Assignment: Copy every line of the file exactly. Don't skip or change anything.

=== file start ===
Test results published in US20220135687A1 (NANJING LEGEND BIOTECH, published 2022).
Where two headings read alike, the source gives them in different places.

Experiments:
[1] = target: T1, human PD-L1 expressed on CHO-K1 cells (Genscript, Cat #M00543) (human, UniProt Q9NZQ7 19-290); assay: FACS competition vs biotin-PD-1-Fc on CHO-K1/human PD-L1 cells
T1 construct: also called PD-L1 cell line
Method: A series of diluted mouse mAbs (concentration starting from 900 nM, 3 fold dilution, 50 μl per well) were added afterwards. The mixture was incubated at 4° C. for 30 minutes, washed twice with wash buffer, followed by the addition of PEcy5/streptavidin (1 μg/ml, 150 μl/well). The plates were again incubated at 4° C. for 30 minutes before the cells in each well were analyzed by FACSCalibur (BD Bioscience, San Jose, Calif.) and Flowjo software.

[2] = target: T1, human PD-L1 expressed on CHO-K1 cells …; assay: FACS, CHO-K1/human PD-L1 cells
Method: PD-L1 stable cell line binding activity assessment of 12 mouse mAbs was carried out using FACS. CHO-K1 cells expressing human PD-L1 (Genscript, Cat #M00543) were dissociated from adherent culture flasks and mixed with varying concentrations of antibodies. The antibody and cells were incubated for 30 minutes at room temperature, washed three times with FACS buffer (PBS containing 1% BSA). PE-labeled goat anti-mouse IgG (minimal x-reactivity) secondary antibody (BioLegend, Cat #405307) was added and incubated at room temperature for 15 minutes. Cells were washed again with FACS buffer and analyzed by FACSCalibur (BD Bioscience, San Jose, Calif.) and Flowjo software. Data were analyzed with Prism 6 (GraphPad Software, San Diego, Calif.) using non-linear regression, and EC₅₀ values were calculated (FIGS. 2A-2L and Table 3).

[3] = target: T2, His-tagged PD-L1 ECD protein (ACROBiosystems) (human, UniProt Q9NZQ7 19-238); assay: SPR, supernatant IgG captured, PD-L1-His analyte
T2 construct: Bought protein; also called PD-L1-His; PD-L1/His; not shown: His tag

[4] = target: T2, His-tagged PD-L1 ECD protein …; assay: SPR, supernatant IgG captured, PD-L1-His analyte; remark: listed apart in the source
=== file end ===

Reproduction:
Test results published in US20220135687A1 (NANJING LEGEND BIOTECH, published 2022).
Where two headings read alike, the source gives them in different places.

Experiments:
[1] = target: T1, human PD-L1 expressed on CHO-K1 cells (Genscript, Cat #M00543) (human, UniProt Q9NZQ7 19-290); assay: FACS competition vs biotin-PD-1-Fc on CHO-K1/human PD-L1 cells
T1 construct: also called PD-L1 cell line
Method: A series of diluted mouse mAbs (concentration starting from 900 nM, 3 fold dilution, 50 μl per well) were added afterwards. The mixture was incubated at 4° C. for 30 minutes, washed twice with wash buffer, followed by the addition of PEcy5/streptavidin (1 μg/ml, 150 μl/well). The plates were again incubated at 4° C. for 30 minutes before the cells in each well were analyzed by FACSCalibur (BD Bioscience, San Jose, Calif.) and Flowjo software.

[2] = target: T1, human PD-L1 expressed on CHO-K1 cells …; assay: FACS, CHO-K1/human PD-L1 cells
Method: PD-L1 stable cell line binding activity assessment of 12 mouse mAbs was carried out using FACS. CHO-K1 cells expressing human PD-L1 (Genscript, Cat #M00543) were dissociated from adherent culture flasks and mixed with varying concentrations of antibodies. The antibody and cells were incubated for 30 minutes at room temperature, washed three times with FACS buffer (PBS containing 1% BSA). PE-labeled goat anti-mouse IgG (minimal x-reactivity) secondary antibody (BioLegend, Cat #405307) was added and incubated at room temperature for 15 minutes. Cells were washed again with FACS buffer and analyzed by FACSCalibur (BD Bioscience, San Jose, Calif.) and Flowjo software. Data were analyzed with Prism 6 (GraphPad Software, San Diego, Calif.) using non-linear regression, and EC₅₀ values were calculated (FIGS. 2A-2L and Table 3).

[3] = target: T2, His-tagged PD-L1 ECD protein (ACROBiosystems) (human, UniProt Q9NZQ7 19-238); assay: SPR, supernatant IgG captured, PD-L1-His analyte
T2 construct: Bought protein; also called PD-L1-His; PD-L1/His; not shown: His tag

[4] = target: T2, His-tagged PD-L1 ECD protein …; assay: SPR, supernatant IgG captured, PD-L1-His analyte; remark: listed apart in the source